Occasionally, people offer up the unsolicited suggestion that I shoot “ugly” people. That it is, on one note, boring, to shoot beautiful people like Steph. And almost always do I demurely avoid the question, or settle for saying “happy with what I’m doing.” When what I really wanna say is “bigot!”
Okay, not really.
What I really want to say is they seem to have a narrow idea as to what is interesting to photograph. It’s a rather strange suggestion to me, actually, that somehow these are the two kinds of people worth photographing: the beautiful and the ugly. That nowhere in the middle is there anything worthwhile to be captured.
My friend Nick calls it the “x factor”, that quality that can make a physically plain person attractive. A quality that you get from an expression, a posture or a look.
That’s what I’m after. That’s what I want to bring out. It’s no less a challenge for me to photograph a beautiful person than it is someone who is considered unattractive. My goal isn’t to show the surface, though. You can do that with a cell phone and a steady hand. I want to show you, in a photo, that Steph does not suffer fools. That she has invented whole new words to describe assholes and rejects. I want to show you what I know about her from hanging out with her, talking to her.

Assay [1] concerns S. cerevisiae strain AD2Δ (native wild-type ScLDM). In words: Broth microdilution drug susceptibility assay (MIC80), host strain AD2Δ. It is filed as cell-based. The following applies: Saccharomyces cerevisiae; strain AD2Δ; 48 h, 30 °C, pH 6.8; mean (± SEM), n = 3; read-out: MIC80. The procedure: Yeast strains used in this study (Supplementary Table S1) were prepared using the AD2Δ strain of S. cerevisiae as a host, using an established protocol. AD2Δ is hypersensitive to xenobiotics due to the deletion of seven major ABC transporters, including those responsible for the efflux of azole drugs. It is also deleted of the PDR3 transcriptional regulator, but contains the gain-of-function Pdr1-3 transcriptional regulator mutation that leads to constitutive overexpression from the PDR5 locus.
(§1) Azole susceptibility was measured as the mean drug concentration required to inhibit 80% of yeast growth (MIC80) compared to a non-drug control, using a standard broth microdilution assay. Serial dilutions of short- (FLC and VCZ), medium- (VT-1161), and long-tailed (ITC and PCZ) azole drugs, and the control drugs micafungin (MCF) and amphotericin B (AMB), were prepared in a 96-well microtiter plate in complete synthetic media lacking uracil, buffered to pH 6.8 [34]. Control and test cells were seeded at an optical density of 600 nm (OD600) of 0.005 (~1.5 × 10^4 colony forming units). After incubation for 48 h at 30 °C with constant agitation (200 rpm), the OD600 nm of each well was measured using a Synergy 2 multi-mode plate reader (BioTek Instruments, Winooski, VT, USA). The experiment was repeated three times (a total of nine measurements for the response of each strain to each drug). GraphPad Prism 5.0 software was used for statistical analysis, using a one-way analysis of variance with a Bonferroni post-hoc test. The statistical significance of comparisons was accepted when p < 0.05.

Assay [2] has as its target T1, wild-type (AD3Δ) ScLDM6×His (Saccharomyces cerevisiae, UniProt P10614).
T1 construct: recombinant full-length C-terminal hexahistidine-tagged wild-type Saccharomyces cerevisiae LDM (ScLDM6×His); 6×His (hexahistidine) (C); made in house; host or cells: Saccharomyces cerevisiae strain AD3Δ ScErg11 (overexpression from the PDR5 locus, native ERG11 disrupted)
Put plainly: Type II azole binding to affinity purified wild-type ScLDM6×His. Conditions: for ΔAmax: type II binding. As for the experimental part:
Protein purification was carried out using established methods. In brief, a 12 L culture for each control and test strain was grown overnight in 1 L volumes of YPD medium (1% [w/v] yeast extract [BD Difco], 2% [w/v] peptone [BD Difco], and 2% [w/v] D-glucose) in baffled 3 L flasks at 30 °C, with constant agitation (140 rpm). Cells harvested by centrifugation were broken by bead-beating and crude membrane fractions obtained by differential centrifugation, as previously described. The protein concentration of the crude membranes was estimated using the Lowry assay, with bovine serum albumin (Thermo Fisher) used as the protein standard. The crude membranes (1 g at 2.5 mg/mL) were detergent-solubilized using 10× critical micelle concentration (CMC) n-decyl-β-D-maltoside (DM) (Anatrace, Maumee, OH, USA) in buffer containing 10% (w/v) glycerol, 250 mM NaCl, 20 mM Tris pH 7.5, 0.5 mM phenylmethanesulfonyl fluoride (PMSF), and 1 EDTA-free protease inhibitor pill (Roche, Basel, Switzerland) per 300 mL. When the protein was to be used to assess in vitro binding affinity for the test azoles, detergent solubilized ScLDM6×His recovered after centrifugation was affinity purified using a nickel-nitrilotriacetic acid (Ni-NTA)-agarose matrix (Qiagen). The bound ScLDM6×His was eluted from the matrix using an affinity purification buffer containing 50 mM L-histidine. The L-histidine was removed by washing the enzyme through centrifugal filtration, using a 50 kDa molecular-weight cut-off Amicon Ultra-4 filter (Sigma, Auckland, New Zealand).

I’m trying to show you something. And what they look like, that really doesn’t matter. Because that’s not what I’m trying to show you. That’s easy. I hope to be able to show you something you can’t see by just looking at someone with the naked eye, but something just as vital.
Much as I fussed and complained, digital has made that easier for me. The speed of my digital camera, actually, has made that much easier for me. Because sometimes those things that hide below the surface only come up for a brief instant, and if I’m not fast enough, I’ll miss it completely.
That fact is, that’s what led me to what’s considered my style. Directing my subjects to relax, to not smile, that’s me trying to avoid them giving the camera a stock expression, it’s me attempting to bypass the photo-friendly smile everyone has at the ready.
But it wasn’t until I started shooting with a digital camera, far faster than my Polaroid or my medium format camera, that I realized it was no longer necessary to give that kind of direction, to have my subjects freeze in position, or attempt to replicate an expression I’d seen flit across their faces for a fraction of a second.
I went for a walk just now, thought about it some more, what it is I’m after, what I’m trying to accomplish by taking a picture.
And that’s what it is. That’s why I take pictures. o capture that x factor. To be able to show other people that thing I sometimes see radiating off one person, or only appearing like a shadow for a moment in another person. So, if you can’t tell from the photos that accompany this article that Steph is the kind of dame who likes to cut a fool for acting up, well, then I haven’t done my job.